When he was killed 50 years ago, the Rev. Martin Luther King Jr. was working on a campaign to unite poor people of diverse backgrounds to demand better homes, jobs and education.
Now, civil rights leaders are reviving the Poor People’s Campaign with 40 days of marches, sit-ins and other peaceful protests. Organizers of the rekindled campaign discussed their plans Tuesday in Memphis on the eve of the anniversary of King’s death.
“This first 40 days is not the end; it’s the launch,” said the Rev. William Barber of North Carolina, one of the co-chairs of the revived campaign. “You will see simultaneous moral direct action. You will see simultaneous training of people to prepare for a season of massive voter mobilization.”
Starting May 14, clergy, union members and other activists will take part in the events in about 30 states, targeting Congress and state legislatures. Then, on June 23, organizers plan a large rally in Washington — similar to what King had envisioned. The original Poor People’s Campaign was carried out in 1968 after King’s death by other civil rights leaders.
Barber and the Rev. Liz Theoharis of New York, who started planning the new campaign in December, discussed the details at the National Civil Rights Museum in Memphis, one of several locations holding events commemorating the 50th anniversary of King’s death.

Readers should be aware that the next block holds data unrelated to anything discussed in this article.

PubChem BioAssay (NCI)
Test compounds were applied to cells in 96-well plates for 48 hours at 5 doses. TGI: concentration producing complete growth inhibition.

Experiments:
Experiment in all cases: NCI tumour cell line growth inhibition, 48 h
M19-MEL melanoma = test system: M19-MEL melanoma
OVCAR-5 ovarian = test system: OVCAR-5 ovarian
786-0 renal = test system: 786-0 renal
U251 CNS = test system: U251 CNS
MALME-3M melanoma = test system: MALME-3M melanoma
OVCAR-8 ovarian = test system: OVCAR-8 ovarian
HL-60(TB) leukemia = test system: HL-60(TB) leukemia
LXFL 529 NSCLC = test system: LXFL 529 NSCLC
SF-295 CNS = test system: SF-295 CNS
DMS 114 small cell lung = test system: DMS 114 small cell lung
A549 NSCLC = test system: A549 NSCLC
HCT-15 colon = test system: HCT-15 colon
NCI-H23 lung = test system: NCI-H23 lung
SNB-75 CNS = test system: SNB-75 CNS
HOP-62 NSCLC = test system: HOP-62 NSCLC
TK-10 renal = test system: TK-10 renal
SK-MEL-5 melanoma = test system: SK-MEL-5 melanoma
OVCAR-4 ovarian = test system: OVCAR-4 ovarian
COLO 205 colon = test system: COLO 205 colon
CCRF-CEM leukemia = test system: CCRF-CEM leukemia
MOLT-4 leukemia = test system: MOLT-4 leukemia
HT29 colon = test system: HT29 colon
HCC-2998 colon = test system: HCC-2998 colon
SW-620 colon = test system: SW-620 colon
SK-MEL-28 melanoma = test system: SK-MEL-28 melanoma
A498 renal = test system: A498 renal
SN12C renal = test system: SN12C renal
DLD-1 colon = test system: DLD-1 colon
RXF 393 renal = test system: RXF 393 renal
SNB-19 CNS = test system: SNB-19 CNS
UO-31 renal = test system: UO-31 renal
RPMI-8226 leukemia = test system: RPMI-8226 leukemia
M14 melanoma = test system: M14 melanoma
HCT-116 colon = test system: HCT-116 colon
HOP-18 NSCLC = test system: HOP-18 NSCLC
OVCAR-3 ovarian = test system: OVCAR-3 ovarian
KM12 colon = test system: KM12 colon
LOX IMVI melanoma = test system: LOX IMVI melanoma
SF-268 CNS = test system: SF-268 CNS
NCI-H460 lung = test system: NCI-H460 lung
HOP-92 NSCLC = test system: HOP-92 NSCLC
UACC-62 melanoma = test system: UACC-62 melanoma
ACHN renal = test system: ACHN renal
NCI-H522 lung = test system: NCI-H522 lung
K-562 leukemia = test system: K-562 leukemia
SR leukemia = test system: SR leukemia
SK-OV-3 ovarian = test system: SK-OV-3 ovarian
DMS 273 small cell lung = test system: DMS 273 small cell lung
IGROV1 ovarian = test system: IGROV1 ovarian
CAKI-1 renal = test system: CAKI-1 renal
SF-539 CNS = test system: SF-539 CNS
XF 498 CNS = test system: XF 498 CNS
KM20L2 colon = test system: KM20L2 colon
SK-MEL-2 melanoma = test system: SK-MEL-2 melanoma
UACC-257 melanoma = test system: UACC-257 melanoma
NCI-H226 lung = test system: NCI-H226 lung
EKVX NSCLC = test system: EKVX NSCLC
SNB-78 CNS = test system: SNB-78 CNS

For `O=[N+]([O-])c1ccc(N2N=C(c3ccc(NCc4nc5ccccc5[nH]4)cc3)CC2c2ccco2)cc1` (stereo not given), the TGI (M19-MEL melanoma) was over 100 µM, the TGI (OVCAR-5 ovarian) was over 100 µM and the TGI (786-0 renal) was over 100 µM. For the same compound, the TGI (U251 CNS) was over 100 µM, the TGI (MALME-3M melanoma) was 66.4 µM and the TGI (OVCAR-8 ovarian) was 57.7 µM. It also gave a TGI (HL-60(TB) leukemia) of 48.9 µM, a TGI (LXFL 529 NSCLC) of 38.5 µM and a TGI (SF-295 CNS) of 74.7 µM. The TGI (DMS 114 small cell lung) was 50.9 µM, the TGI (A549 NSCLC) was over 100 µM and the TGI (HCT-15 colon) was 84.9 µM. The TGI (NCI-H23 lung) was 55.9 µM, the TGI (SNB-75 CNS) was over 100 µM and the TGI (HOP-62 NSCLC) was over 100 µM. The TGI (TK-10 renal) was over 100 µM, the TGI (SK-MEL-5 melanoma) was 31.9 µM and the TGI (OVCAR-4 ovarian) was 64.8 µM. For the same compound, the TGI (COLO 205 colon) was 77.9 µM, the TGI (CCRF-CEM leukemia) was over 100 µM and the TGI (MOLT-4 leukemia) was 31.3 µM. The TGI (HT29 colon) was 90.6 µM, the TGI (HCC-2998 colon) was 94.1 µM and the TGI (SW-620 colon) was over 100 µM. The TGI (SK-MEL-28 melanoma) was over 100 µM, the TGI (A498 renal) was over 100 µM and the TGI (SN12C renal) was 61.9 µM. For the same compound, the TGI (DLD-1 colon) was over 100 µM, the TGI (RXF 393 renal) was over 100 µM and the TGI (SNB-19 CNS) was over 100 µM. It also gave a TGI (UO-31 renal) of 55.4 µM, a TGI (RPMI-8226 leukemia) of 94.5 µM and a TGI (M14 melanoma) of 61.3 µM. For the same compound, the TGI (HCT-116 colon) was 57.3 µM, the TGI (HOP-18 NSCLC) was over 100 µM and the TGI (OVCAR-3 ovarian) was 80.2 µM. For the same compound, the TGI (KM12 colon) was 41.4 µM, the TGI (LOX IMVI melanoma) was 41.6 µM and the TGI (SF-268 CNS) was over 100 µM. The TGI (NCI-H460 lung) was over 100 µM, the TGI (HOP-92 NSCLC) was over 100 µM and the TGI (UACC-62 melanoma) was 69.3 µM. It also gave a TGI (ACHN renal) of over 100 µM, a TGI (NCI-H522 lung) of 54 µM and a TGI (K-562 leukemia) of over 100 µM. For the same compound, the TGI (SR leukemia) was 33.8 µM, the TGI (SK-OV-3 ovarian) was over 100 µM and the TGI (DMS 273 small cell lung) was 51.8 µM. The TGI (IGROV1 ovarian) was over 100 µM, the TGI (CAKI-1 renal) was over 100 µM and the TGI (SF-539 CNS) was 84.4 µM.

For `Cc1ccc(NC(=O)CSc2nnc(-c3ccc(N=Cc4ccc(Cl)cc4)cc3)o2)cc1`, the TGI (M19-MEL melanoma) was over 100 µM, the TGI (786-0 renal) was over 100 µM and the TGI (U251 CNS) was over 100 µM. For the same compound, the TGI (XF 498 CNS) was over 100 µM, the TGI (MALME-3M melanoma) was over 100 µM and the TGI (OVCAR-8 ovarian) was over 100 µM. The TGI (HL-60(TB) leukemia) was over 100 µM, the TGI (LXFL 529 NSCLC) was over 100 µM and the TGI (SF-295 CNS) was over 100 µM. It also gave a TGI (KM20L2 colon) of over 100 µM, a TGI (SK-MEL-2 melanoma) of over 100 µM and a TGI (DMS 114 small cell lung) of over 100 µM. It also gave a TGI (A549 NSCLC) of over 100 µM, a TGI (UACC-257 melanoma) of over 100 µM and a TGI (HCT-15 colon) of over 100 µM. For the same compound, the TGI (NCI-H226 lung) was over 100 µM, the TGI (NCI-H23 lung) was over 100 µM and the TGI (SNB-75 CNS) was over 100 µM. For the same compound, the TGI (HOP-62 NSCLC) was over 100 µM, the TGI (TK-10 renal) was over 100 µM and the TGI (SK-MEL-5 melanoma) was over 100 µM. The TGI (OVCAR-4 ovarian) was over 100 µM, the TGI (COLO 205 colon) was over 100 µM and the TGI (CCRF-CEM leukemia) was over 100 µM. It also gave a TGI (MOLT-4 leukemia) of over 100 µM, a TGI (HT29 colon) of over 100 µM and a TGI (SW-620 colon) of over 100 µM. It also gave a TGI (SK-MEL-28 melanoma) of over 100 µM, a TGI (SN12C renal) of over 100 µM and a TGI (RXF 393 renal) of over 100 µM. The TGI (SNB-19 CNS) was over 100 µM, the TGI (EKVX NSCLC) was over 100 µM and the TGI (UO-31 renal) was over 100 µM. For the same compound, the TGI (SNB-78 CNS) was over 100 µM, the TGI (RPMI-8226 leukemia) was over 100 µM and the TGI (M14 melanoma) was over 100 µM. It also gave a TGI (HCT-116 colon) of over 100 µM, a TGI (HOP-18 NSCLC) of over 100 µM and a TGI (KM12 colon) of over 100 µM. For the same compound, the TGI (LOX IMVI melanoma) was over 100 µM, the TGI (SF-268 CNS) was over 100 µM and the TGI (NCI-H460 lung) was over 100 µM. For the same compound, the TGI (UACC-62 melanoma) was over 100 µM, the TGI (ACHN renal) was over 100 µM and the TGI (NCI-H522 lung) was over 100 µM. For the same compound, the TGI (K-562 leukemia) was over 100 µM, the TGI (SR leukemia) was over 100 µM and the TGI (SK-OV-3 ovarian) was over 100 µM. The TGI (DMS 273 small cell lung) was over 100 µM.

Aside from mobilizing voters, Barber said the revived campaign will call attention to poverty, racism and environmental issues. Organizers plan to release a study later this month on poverty in America over the past five decades.
King had envisioned the Poor People’s Campaign in Washington as a way to speak out against economic injustice, as he shifted his focus from civil rights to human rights. But before he could finish those plans, he came to Memphis in 1968 to support a strike by black sanitation workers who were tired of dealing with low pay and dangerous working conditions.
King led a march in Memphis that turned violent on March 28, and he went back home to Atlanta. Seeking to prove that non-violent protests still worked, King vowed to lead a peaceful march and returned to Memphis days later.
The civil rights leader was standing son the balcony of the old Lorraine Motel when he was shot on April 4, 1968. He died at a hospital at age 39.